By Laura Zuckerman
(Reuters) - Firefighters in Montana on Sunday were working to contain a wildfire that forced the evacuation of hundreds from a ski area as flames driven by high winds threatened to engulf the only road to and from the resort, officials said.
The Red Lodge Mountain Ski Area in the Custer Gallatin National Forest in south central Montana resumed operations on Sunday after skiers were told to leave the day before as a safety precaution.
No other structures were under evacuation orders as moderating weather conditions were expected to give fire crews the upper hand for the first time in two days, said fire information officer Jeff Gildehaus.
The blaze was one of several that broke out on Saturday in southern Montana and northern Wyoming, where unseasonably warm temperatures and winds gusting up to 60 miles an hour gave rise to extreme fire behavior usually seen in late fall in the Northern Rocky Mountain states, Gildehaus said.
The fire has charred 700 acres of steep, forested terrain intersected by grasslands. While Gildehaus said that the fire was thought to be set my people, it was unclear whether the blaze was intentional.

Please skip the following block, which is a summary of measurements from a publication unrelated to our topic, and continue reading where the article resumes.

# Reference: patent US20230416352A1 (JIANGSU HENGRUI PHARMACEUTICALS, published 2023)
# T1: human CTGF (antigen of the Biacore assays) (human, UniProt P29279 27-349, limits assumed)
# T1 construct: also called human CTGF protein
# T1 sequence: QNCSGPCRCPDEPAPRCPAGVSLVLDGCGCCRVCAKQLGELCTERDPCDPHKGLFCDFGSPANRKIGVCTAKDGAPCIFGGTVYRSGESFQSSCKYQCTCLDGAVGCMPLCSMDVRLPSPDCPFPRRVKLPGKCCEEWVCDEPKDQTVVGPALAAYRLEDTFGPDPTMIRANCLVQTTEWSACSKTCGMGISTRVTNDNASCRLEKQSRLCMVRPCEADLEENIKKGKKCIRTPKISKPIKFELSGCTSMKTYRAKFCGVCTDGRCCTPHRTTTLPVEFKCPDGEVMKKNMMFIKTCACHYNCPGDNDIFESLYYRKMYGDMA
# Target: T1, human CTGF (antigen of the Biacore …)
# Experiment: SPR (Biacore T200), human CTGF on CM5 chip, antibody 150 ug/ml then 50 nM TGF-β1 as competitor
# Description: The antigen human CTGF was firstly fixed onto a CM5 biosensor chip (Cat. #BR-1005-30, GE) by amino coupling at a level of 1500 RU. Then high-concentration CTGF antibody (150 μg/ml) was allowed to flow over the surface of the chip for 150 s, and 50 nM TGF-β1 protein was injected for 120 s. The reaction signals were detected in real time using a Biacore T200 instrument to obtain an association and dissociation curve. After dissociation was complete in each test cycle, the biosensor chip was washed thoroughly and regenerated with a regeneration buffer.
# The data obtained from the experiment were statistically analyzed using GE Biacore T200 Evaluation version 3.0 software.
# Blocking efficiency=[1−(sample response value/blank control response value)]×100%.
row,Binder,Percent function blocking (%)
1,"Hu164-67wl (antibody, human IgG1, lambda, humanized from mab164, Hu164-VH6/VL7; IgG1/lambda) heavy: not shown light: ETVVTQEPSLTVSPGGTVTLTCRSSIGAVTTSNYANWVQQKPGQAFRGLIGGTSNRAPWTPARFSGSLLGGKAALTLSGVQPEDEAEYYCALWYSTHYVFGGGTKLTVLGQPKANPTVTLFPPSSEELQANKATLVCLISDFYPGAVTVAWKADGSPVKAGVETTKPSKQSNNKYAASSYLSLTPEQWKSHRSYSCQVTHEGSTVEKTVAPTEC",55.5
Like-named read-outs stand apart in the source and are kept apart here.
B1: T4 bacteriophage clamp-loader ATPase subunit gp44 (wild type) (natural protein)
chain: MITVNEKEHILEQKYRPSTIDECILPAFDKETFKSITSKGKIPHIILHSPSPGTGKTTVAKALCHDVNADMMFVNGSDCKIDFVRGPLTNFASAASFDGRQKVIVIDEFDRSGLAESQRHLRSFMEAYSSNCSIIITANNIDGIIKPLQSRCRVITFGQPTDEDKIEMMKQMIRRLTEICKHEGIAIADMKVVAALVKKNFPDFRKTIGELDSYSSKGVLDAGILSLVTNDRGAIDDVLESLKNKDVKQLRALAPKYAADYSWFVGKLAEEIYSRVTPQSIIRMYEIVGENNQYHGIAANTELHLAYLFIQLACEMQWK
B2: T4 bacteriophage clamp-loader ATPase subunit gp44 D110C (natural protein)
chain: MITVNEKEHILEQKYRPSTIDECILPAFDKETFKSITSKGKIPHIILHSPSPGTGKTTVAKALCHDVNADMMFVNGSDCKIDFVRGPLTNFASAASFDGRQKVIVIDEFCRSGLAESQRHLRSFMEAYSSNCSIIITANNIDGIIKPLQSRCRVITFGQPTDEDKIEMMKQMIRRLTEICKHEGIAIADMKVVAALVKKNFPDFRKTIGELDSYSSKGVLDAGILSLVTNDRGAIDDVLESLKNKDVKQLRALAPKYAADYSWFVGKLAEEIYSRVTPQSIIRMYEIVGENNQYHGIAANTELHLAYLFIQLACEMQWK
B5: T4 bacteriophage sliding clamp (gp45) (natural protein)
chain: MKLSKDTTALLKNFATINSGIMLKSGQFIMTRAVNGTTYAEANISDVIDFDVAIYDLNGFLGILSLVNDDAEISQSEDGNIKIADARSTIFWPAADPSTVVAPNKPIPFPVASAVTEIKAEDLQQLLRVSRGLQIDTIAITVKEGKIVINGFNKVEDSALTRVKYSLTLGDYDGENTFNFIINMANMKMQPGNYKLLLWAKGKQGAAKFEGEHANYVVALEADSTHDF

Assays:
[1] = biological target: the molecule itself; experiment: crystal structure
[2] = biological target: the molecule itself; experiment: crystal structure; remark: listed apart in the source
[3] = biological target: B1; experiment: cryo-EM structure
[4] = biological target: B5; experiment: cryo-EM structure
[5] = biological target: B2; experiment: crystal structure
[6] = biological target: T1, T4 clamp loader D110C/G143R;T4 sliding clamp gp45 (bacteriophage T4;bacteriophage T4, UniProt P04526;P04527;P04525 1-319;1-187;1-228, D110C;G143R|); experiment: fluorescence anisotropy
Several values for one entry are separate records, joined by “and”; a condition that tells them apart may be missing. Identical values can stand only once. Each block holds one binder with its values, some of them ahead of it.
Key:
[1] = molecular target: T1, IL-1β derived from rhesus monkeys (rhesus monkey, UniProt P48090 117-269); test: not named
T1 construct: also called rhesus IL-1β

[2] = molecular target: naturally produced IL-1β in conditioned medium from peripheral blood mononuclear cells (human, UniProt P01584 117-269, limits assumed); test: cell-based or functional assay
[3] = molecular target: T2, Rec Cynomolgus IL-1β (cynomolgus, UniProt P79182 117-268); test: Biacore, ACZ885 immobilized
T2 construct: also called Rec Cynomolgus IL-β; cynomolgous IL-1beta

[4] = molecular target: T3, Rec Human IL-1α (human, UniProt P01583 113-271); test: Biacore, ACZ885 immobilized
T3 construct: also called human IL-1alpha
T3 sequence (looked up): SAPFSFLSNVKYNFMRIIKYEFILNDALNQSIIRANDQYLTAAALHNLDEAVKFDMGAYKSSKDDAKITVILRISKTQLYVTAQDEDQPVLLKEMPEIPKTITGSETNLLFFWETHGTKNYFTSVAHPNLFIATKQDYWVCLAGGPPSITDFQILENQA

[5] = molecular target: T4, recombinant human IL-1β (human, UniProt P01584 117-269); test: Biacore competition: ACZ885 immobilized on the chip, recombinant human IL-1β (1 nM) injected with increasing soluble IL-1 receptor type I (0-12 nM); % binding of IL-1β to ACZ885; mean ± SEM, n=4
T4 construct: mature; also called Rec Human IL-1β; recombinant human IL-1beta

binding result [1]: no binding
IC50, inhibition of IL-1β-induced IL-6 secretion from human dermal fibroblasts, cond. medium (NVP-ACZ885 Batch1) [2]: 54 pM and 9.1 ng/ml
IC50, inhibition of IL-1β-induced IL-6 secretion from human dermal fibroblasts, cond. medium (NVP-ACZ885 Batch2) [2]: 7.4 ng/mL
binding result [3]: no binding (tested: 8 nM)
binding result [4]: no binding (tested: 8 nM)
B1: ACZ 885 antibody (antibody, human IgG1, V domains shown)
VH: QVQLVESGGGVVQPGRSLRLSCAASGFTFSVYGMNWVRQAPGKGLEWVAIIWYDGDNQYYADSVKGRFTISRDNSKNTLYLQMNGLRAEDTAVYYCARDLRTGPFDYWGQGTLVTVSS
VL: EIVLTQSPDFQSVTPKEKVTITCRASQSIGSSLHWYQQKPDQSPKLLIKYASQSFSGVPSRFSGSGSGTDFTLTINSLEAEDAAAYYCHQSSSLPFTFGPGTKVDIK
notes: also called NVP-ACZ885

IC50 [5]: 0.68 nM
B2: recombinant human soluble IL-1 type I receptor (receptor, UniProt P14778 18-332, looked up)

Overcast skies, rising humidity and lower temperatures on Sunday allowed crews to begin building containment lines for a blaze that just the day before had advanced rapidly with the aid of winds that swept burning branches and other fiery debris half a mile in front of the fire's main flank.
More than 50 firefighters backed by five engines were on the lookout for undetected embers that could easily be fanned by wind gusts, Gildehaus said.
"We're on a search-and-destroy mission to find anything that's still smoldering," he said.
Elsewhere in Montana, fire crews battled to control a blaze that destroyed two homes after igniting on Saturday in grass- and timber-lands west of Billings.
The cause of that fire, which has burned 3,000 acres, is under investigation, officials said.
(Reporting by Laura Zuckerman in Salmon, Idaho; Editing by Diane Craft)